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See these two "APAR"s from IBM web site for evidence that data is additionally "moved" with AWO and not with NOAWO for both input and output:


Quote:

PQ70835: EXEC COBOL PROGRAM COMPILED WITH AWO GETS ABEND0C4 TRYING TO READ A QSAM VB FILE THAT CONTAINS SOME ZERO LENGTH RECORDS.


Quote:

PK25487: INCORRECT CODE GENERATED FOR WRITE VARIABLE LENGTH FILE, AWO
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PeterHolland

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PostPosted: Mon May 30, 2011 2:34 pm    Post subject: Re: Reply to: Apply Write-Only
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Bill Woodger wrote:
See these two "APAR"s from IBM web site for evidence that data is additionally "moved" with AWO and not with NOAWO for both input and output:


Quote:

PQ70835: EXEC COBOL PROGRAM COMPILED WITH AWO GETS ABEND0C4 TRYING TO READ A QSAM VB FILE THAT CONTAINS SOME ZERO LENGTH RECORDS.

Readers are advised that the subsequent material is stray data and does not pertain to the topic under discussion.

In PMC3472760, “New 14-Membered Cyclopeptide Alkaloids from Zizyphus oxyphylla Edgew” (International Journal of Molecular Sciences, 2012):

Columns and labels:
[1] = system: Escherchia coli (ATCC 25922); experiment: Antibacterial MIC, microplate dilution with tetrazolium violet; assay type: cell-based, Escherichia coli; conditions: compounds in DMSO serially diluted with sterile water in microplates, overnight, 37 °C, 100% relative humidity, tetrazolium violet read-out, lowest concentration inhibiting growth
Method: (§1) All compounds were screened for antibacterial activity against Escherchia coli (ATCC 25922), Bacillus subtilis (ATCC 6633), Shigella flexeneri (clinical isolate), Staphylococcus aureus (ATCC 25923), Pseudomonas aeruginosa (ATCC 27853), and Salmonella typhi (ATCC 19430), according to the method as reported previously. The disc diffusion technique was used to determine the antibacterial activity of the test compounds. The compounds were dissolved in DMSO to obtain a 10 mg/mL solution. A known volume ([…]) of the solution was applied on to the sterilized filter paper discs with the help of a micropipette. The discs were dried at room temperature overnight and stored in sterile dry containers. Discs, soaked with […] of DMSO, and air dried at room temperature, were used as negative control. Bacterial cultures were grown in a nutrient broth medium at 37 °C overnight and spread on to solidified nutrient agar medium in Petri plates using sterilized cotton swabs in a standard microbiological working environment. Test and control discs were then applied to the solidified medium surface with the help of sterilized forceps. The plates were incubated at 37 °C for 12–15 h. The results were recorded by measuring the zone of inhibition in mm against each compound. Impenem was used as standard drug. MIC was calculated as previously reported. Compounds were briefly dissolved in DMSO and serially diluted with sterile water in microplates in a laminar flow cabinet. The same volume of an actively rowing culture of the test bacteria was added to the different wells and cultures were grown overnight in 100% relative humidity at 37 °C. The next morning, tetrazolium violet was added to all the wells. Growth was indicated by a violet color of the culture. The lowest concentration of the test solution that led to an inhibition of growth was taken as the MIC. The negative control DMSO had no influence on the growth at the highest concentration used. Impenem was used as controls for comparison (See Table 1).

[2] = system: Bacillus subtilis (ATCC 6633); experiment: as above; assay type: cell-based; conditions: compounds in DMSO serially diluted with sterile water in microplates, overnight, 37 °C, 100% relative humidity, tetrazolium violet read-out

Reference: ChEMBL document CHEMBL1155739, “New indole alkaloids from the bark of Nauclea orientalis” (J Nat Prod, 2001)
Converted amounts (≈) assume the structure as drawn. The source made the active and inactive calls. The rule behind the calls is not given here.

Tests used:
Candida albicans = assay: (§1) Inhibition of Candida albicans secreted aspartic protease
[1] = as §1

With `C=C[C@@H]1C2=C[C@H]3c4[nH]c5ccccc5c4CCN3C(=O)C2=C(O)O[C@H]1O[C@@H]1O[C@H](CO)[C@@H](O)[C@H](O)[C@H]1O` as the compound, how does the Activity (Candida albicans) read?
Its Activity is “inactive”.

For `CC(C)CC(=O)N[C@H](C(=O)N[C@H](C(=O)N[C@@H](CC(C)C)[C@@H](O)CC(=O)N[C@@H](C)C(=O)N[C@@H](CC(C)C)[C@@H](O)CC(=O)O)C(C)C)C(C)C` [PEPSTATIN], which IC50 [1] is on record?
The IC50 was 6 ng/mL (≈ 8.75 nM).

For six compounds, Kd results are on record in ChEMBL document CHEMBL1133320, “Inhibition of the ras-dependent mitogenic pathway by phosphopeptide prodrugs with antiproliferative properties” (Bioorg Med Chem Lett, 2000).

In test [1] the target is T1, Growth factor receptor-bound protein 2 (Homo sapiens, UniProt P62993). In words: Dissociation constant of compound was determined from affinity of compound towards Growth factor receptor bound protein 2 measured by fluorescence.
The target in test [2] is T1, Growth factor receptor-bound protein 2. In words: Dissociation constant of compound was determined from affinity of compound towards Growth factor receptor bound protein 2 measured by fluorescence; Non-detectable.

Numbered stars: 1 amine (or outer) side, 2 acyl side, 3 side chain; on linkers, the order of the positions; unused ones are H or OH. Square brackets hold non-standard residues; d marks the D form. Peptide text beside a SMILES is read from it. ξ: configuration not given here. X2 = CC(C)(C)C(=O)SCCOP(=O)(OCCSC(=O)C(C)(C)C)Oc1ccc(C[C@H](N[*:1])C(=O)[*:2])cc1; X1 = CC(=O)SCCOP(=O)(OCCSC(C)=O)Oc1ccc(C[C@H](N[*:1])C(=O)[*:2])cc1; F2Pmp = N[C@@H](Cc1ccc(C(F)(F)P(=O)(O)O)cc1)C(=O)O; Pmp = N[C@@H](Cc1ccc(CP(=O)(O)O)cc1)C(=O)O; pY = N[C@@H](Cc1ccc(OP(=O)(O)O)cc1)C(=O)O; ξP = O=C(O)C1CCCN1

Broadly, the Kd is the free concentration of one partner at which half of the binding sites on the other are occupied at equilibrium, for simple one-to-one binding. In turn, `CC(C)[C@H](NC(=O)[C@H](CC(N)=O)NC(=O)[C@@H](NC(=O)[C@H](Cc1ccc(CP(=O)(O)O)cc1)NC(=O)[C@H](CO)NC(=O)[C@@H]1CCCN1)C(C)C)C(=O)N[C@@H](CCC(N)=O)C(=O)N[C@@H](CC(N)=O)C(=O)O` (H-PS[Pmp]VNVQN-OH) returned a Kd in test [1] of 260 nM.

Quote:

PK25487: INCORRECT CODE GENERATED FOR WRITE VARIABLE LENGTH FILE, AWO


And Bill you talk about shouting?
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Bill Woodger

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PostPosted: Mon May 30, 2011 2:42 pm    Post subject: Reply to: Apply Write-Only
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Yes, we both know that it is the sources we pasted from that did the shouting for us... google doesn't care, so no problem changing, except I don't have anything handy to do it in.

Edit: Didn't see your other reply Peter. It would be nice if the paste did it, wouldn't it? Talk with your man please.
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PeterHolland

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PostPosted: Mon May 30, 2011 2:57 pm    Post subject:
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Bill,

steve balmer (microsoft ceo) is a shouter himself.